Olympic dream comes true for Irish women's hockey team

Ireland’s shoot-out queens are Tokyo-bound as Ayeisha McFerran added another glorious entry into her own sporting folklore with three incredible shoot-out saves.

Olympic dream comes true for Irish women's hockey team


(0-0 on aggregate; Ireland win shoot-out 4-3)

Ireland’s shoot-out queens are Tokyo-bound as Ayeisha McFerran added another glorious entry into her own sporting folklore with three incredible shoot-out saves.

It earned Ireland the ticket in sudden death, a first ever Olympic spot for the women’s team following years of near misses.

After two nights of scoreless, nigh on chanceless, hockey, they finally entered their heartstopping comfort zone. When all is lost and looking grim, they found that indelible self-belief, borne from last summer’s heroics in London when India and Spain both felt their wrath; a will sharpened by the pain of 2015 when the width of the post ended Rio dreams.

In a direct reversal of the Irish men seven days ago in Vancouver, any slip and they were toast at 3-1 down after three rounds.

McFerran started to make save on save, three in succession, while Beth Barr and Chloe Watkins’ ice-cool finishes sent it to shoot-out.

Roisin Upton’s effort was even more hair-raising, spilling possession but somehow flicking home from inches off the baseline with her eight seconds all but over.

And then McFerran stood firm, keeping out Amanda Woodcroft — the series’ out standing player in round six. Of course, it was thrown up to a video review but this time the gods could not find some way of denying Ireland and the ticket to Tokyo was assured.

Given her record in this region, McFerran would be forgiven for enjoying this form of high stakes torture: “Define love?” she laughed at the suggestion.

“We had full confidence and backed ourselves if it went to shoot-out. It was just down to me to do a job!

All the years before us, we have learned little things. We stayed focused and didn’t let the scoreboard get to us at all. We stayed calm and did the business.

Other than the shoot-out, neither of the games will live long in the memory.

Saturday’s tie was something of a wash-out, teeming rain reducing the contest to a slightly unedifying hit-and-hope contest. The conditions mitigating against a free-flowing contest and, bar five Irish penalty corners in the second quarter, neither side was able to get up a head of steam.

Saturday’s crowd of 6,086 was a record for a women’s international sporting event played in Ireland. That total nudged up to 6,137 for game two.

Indeed, the appetite for the event is all the more remarkable given it was also one of the most expensive events of its kind with Saturday’s covered stand tickets reaching €40 with no free entries for young children.

By contrast, the previous record for the Six Nations clash between Ireland and England earlier this year topped out at €15 while the women’s soccer international 5,328-strong audience saw a mix of €5 and free entries.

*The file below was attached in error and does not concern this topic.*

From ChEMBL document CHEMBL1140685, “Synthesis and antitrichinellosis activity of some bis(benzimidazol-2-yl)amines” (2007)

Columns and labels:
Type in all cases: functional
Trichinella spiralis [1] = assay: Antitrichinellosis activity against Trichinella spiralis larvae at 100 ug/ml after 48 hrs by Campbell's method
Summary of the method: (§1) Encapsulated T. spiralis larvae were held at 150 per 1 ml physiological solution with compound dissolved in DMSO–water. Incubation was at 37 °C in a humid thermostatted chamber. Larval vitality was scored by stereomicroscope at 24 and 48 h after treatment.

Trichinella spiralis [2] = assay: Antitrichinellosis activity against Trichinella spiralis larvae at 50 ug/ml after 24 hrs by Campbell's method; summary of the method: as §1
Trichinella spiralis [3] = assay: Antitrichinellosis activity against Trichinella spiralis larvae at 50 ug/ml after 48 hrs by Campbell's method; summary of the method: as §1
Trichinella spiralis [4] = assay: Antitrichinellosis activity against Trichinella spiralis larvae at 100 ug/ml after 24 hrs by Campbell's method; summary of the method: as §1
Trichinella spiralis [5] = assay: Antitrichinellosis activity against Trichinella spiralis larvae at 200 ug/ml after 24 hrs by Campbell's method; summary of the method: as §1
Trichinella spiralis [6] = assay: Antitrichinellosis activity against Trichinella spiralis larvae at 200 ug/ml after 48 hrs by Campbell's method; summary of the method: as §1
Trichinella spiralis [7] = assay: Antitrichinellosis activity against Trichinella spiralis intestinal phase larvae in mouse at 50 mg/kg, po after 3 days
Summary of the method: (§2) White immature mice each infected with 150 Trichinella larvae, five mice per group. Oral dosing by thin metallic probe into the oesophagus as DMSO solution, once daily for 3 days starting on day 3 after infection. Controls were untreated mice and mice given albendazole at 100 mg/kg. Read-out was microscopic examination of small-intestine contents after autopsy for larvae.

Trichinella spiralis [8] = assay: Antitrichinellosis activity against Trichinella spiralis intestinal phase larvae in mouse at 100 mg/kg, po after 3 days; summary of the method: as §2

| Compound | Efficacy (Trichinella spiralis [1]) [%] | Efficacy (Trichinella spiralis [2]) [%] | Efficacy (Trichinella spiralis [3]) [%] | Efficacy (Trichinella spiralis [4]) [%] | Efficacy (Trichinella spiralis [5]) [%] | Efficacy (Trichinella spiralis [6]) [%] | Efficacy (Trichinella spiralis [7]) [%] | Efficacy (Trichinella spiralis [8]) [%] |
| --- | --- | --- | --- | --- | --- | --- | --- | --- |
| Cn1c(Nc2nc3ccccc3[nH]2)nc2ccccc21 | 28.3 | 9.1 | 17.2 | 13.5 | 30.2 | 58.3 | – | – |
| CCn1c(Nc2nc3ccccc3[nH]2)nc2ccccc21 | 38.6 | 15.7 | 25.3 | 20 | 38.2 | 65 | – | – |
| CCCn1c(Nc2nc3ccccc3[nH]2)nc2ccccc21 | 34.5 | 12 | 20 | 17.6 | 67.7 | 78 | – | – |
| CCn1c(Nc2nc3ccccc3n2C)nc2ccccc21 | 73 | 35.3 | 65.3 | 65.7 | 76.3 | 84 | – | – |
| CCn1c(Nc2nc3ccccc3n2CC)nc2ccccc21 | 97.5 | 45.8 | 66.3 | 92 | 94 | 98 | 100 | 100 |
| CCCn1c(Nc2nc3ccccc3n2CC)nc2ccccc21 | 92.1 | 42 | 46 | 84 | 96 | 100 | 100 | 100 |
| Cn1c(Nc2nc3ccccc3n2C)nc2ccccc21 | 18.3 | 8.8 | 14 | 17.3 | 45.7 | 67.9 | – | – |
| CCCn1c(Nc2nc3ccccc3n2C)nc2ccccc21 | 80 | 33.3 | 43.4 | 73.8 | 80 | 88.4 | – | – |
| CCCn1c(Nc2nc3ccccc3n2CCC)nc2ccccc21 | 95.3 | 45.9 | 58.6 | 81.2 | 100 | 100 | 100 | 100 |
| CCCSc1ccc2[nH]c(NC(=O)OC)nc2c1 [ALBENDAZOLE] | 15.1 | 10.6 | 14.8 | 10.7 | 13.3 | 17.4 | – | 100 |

It will go a long way to recoup the projected near €250,000 outlay to drop in the turf and, logistically, the event went like a dream for Hockey Ireland.

Last night’s crisp, dry conditions, however, made for the perfect playing environment that should have aided a more free-flowing tie. Indeed, to help the ball aquaplane around the temporary turf, it required four firemen pre-match to provide extra water as “It’s raining men” blared out of the PA as drier, colder weather greeted the teams.

Ireland deployed Roisin Upton in an advanced sweeper role to bolster midfield while the Canadians stepped out of their ultra-defensive press and got plenty of joy from it.

The Green Army made the opening manouveres, Anna O’Flanagan twice having sights of goals denied by Sara McManus’s bravery.

In reply, Maddie Secco had a gilt-edged chance from Canada’s first penalty but Katie Mullan got back to clear off the line behind McFerran.

And the maple leaf waves continued to roll in the second quarter, led by Natalie Sourisseau and Amanda Woodcroft – described by her peers as like a child playing with an oversized adult stick – as the latter’s deceptive reach broke up numerous attacks.

But goals continued to prove elusive.

And so it continued into the second half, world No. 15 Canada looking more composed as Ireland’s play was too long, too often, leaving only scraps for the forward line to feed off with no real momentum.

It required big interventions from Lena Tice and Shirley McCay to stymie Hannah Haughn and Danielle Hennig.

And on it went. Chloe Watkins was coming into her own through the third and fourth quarters and set up O’Flanagan to win Ireland’s second corner. Roisin Upton’s shot, though, was charged down at the top of the D.

Canada, though, could have spoiled the party in the last 30 seconds but Barr brilliantly charged down a couple of last ditch penalty corners.

“It doesn’t seem real right now,” McFerran said. “We’ve been saying it so long that we were going to make it and now it has finally come true and it is bloody amazing; something we totally deserve.”

IRELAND: A McFerran, R Upton, K Mullan, S McCay, L Tice, B Barr, C Watkins, L Colvin, N Daly, A O’Flanagan, Z Wilson Subs: S Barr, N Evans, G Pinder, H Matthews, S Hawkshaw, D Duke, L Murphy

CANADA: K Williams, K Wright, D Hennig, R Donohoe, K Johansen, N Sourisseau, S McManus, A Woodcroft, B Stairs, S Johnston, S Norlander Subs: A Lee, E Wong, K Leahy, H Haughn, N Woodcroft, M Secco, R Harris

Umpires: A Rostron (SA), M Meister (GER).

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